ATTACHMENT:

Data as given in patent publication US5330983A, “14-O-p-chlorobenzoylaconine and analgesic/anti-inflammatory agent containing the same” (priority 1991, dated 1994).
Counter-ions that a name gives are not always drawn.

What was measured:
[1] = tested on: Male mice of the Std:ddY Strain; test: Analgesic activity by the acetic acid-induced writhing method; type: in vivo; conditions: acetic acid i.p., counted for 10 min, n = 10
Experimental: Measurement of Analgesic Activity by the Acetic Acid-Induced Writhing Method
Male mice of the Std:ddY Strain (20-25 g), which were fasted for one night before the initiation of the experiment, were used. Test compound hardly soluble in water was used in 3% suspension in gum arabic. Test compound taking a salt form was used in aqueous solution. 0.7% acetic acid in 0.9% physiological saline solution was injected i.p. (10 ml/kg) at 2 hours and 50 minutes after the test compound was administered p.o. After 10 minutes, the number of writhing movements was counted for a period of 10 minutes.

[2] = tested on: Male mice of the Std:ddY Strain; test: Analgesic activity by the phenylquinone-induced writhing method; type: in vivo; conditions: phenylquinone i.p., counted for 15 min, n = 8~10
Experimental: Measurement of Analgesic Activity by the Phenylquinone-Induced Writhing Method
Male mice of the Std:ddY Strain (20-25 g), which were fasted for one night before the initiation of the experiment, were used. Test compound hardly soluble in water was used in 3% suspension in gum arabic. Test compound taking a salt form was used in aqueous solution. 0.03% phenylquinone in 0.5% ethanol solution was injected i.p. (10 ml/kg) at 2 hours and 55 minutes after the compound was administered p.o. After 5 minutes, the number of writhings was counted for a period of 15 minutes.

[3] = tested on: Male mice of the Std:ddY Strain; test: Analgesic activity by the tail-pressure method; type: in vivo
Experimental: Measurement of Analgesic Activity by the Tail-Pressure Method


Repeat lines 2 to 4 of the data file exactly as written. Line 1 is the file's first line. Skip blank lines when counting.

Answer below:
Counter-ions that a name gives are not always drawn.

What was measured:
[1] = tested on: Male mice of the Std:ddY Strain; test: Analgesic activity by the acetic acid-induced writhing method; type: in vivo; conditions: acetic acid i.p., counted for 10 min, n = 10